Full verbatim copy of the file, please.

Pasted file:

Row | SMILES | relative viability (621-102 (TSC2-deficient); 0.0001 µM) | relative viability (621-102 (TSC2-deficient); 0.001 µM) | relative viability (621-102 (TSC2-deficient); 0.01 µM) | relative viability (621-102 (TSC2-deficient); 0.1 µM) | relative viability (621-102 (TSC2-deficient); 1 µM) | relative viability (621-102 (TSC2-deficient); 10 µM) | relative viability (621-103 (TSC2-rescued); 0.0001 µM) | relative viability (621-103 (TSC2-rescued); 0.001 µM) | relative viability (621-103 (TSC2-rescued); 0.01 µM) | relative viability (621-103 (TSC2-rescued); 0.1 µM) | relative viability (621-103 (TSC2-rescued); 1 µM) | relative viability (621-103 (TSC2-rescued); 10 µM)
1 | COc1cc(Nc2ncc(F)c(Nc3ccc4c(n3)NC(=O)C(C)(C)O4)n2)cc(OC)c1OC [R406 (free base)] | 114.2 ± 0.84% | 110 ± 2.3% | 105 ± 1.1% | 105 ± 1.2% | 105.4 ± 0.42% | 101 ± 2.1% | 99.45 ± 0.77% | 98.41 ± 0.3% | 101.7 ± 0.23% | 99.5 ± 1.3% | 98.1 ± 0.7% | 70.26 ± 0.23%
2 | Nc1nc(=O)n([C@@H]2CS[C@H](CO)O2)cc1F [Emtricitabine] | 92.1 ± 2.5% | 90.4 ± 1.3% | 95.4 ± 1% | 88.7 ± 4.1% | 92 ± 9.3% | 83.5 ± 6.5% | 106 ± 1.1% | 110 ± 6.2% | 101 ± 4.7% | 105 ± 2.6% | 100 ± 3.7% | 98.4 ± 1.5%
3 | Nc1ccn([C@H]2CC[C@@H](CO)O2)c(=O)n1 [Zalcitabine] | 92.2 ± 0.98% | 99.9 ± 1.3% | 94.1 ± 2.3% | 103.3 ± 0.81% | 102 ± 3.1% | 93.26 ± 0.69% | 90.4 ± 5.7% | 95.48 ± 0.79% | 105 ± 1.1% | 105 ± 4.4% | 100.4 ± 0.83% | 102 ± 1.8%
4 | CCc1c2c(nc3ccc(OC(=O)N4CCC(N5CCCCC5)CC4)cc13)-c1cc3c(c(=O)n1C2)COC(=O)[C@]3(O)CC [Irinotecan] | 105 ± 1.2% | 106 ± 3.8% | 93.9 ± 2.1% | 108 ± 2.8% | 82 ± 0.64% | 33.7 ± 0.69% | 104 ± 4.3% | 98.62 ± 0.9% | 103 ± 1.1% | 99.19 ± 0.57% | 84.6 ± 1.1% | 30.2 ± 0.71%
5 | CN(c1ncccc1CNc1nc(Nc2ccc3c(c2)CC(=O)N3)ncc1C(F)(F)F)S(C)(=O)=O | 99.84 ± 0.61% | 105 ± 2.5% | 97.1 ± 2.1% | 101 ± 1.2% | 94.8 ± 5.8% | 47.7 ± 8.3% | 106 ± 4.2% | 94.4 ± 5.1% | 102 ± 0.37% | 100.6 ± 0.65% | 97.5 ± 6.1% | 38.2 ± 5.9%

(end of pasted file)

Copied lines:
Row | SMILES | relative viability (621-102 (TSC2-deficient); 0.0001 µM) | relative viability (621-102 (TSC2-deficient); 0.001 µM) | relative viability (621-102 (TSC2-deficient); 0.01 µM) | relative viability (621-102 (TSC2-deficient); 0.1 µM) | relative viability (621-102 (TSC2-deficient); 1 µM) | relative viability (621-102 (TSC2-deficient); 10 µM) | relative viability (621-103 (TSC2-rescued); 0.0001 µM) | relative viability (621-103 (TSC2-rescued); 0.001 µM) | relative viability (621-103 (TSC2-rescued); 0.01 µM) | relative viability (621-103 (TSC2-rescued); 0.1 µM) | relative viability (621-103 (TSC2-rescued); 1 µM) | relative viability (621-103 (TSC2-rescued); 10 µM)
1 | COc1cc(Nc2ncc(F)c(Nc3ccc4c(n3)NC(=O)C(C)(C)O4)n2)cc(OC)c1OC [R406 (free base)] | 114.2 ± 0.84% | 110 ± 2.3% | 105 ± 1.1% | 105 ± 1.2% | 105.4 ± 0.42% | 101 ± 2.1% | 99.45 ± 0.77% | 98.41 ± 0.3% | 101.7 ± 0.23% | 99.5 ± 1.3% | 98.1 ± 0.7% | 70.26 ± 0.23%
2 | Nc1nc(=O)n([C@@H]2CS[C@H](CO)O2)cc1F [Emtricitabine] | 92.1 ± 2.5% | 90.4 ± 1.3% | 95.4 ± 1% | 88.7 ± 4.1% | 92 ± 9.3% | 83.5 ± 6.5% | 106 ± 1.1% | 110 ± 6.2% | 101 ± 4.7% | 105 ± 2.6% | 100 ± 3.7% | 98.4 ± 1.5%
3 | Nc1ccn([C@H]2CC[C@@H](CO)O2)c(=O)n1 [Zalcitabine] | 92.2 ± 0.98% | 99.9 ± 1.3% | 94.1 ± 2.3% | 103.3 ± 0.81% | 102 ± 3.1% | 93.26 ± 0.69% | 90.4 ± 5.7% | 95.48 ± 0.79% | 105 ± 1.1% | 105 ± 4.4% | 100.4 ± 0.83% | 102 ± 1.8%
4 | CCc1c2c(nc3ccc(OC(=O)N4CCC(N5CCCCC5)CC4)cc13)-c1cc3c(c(=O)n1C2)COC(=O)[C@]3(O)CC [Irinotecan] | 105 ± 1.2% | 106 ± 3.8% | 93.9 ± 2.1% | 108 ± 2.8% | 82 ± 0.64% | 33.7 ± 0.69% | 104 ± 4.3% | 98.62 ± 0.9% | 103 ± 1.1% | 99.19 ± 0.57% | 84.6 ± 1.1% | 30.2 ± 0.71%
5 | CN(c1ncccc1CNc1nc(Nc2ccc3c(c2)CC(=O)N3)ncc1C(F)(F)F)S(C)(=O)=O | 99.84 ± 0.61% | 105 ± 2.5% | 97.1 ± 2.1% | 101 ± 1.2% | 94.8 ± 5.8% | 47.7 ± 8.3% | 106 ± 4.2% | 94.4 ± 5.1% | 102 ± 0.37% | 100.6 ± 0.65% | 97.5 ± 6.1% | 38.2 ± 5.9%